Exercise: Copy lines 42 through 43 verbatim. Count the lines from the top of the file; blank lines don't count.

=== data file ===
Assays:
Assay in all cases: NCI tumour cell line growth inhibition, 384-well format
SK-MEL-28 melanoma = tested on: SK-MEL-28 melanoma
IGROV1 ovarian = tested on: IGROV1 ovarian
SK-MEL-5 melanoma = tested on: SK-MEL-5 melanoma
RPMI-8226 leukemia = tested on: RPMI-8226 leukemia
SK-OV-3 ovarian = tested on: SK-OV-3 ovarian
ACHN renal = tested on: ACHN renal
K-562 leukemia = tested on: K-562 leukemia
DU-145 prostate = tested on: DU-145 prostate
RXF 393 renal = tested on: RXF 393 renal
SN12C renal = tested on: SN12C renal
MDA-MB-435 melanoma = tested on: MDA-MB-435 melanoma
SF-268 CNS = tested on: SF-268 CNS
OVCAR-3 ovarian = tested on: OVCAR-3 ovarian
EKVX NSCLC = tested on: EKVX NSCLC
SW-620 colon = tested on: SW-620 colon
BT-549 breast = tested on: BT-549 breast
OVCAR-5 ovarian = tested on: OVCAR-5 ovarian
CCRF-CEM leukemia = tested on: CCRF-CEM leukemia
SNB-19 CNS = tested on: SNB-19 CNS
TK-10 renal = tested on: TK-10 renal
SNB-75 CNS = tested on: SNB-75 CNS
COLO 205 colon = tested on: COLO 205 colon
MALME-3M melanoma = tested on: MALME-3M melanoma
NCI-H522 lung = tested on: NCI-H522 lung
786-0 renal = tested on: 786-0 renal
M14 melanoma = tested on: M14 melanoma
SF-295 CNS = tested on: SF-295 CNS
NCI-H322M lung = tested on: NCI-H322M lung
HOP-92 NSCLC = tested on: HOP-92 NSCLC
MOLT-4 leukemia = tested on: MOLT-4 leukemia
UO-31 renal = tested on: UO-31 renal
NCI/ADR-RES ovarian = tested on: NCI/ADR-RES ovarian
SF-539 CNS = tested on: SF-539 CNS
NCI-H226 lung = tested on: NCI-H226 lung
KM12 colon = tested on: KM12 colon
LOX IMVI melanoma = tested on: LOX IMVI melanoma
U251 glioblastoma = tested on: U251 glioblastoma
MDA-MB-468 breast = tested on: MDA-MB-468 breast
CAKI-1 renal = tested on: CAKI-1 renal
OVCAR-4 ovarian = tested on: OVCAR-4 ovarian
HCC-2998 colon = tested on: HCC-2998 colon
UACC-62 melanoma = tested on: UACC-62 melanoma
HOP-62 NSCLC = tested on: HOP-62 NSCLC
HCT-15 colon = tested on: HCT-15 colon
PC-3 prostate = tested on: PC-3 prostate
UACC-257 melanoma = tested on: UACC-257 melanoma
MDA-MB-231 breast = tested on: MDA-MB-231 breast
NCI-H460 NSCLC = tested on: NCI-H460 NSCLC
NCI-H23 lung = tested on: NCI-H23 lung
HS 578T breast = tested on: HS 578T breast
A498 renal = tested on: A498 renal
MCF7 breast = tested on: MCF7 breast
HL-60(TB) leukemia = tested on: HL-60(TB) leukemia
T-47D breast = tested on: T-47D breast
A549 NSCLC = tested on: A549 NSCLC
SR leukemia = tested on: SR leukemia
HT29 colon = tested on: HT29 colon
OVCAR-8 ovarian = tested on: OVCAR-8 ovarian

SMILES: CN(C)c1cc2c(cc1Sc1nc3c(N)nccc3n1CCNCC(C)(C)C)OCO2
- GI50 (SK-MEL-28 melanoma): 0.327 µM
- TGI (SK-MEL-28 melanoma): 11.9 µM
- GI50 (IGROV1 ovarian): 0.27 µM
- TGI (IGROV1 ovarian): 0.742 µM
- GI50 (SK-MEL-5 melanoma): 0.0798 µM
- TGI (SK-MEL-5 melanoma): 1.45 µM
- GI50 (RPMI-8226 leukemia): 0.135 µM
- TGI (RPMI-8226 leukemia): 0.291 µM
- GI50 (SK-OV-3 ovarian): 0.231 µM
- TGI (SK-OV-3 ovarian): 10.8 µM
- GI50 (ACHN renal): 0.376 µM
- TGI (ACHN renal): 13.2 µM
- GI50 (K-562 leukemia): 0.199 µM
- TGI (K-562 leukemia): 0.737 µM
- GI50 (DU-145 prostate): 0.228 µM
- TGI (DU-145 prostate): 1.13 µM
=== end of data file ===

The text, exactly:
OVCAR-4 ovarian = tested on: OVCAR-4 ovarian
HCC-2998 colon = tested on: HCC-2998 colon